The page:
TDPE presents: Daniel M. Brenforen
341 Eggers Hall
Daniel M. Brenforen, American University, CESifo and GEP
Authors: Daniel M. Bernhofen, Zouheir El-Sahli and Richard Kneller
Abstract: Many historical accounts have asserted that the container revolution triggered complementary organizational changes in global freight transport that accelerated the growth of world trade. These authors are the first to suggest identification strategies for estimating the effects of this revolution on world trade. Their first approach exploits time and cross-sectional variation in countries’ first adoption of container facilities to construct a time-varying bilateral container technology variable and estimate its effects on a large panel of product level trade flows. Their second approach builds an instrument for container adoption based on historical evidence on the diffusion of container technology by the US military during the Vietnam War. Both strategies suggest economically large concurrent and cumulative effects of containerization and lend support for the view of containerization being a driver of 20th century economic globalization.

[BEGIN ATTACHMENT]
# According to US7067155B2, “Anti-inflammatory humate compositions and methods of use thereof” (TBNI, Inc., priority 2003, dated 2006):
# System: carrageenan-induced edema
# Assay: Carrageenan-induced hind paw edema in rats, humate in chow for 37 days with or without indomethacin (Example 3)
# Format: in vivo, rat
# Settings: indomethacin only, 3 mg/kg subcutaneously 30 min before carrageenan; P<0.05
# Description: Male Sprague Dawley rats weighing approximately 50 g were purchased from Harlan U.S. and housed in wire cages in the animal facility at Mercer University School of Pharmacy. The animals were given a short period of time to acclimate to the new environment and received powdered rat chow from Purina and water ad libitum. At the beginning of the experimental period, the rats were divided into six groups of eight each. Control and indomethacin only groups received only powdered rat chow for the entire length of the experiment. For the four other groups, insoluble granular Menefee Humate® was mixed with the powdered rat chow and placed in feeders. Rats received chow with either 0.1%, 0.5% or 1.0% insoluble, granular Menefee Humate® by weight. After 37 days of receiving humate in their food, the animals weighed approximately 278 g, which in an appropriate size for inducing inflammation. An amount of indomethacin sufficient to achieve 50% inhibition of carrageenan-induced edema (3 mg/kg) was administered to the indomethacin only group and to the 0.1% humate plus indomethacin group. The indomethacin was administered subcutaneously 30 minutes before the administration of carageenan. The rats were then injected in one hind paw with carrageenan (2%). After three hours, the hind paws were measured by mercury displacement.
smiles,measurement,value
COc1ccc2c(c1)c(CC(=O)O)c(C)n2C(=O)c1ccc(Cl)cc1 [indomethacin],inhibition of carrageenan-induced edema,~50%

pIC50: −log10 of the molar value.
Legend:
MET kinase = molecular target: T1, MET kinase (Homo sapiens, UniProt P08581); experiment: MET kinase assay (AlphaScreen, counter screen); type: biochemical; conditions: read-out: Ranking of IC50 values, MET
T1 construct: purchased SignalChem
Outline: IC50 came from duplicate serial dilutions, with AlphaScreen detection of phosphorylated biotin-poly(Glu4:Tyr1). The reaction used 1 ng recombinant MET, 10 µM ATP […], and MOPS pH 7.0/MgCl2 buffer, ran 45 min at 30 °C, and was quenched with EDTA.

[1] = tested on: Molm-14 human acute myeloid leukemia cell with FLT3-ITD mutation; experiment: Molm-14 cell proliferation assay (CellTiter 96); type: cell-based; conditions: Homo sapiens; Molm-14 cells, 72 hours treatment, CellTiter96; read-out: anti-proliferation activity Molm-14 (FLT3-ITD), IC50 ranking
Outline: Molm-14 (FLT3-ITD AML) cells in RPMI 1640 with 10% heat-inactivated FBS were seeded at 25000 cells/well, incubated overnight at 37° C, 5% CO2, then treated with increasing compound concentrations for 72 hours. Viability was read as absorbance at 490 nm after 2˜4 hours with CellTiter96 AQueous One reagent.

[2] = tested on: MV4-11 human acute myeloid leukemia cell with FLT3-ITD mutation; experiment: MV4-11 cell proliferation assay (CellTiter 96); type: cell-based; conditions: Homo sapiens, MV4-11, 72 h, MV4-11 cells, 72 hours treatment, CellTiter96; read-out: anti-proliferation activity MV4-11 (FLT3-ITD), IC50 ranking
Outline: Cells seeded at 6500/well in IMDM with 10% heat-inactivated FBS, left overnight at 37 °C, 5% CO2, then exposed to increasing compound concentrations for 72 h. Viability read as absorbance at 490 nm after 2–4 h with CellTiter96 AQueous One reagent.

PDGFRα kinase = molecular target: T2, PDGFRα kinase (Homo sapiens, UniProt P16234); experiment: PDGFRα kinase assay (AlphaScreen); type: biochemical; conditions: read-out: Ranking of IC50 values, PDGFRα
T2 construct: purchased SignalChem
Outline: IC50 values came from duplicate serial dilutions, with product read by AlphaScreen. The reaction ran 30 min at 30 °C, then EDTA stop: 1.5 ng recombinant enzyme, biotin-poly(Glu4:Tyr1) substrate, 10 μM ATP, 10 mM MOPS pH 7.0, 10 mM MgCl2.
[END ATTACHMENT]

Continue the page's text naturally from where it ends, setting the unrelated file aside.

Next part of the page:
Short Bio: Daniel Bernhofen is Professor in the School of International Service at American University in Washington, DC. He has published widely (including in the American Economic Review and the Journal of Political Economy) on the theoretical, empirical and historical aspects of international trade and his research has been funded by the National Science Foundation, the Leverhulme Trust, the British Academy and the Alexander von Humboldt Foundation. He holds a PhD in Economics from Syracuse University.
Sponsored by Trade, Development and Political Economy at the Moynihan Institute of Global Affairs
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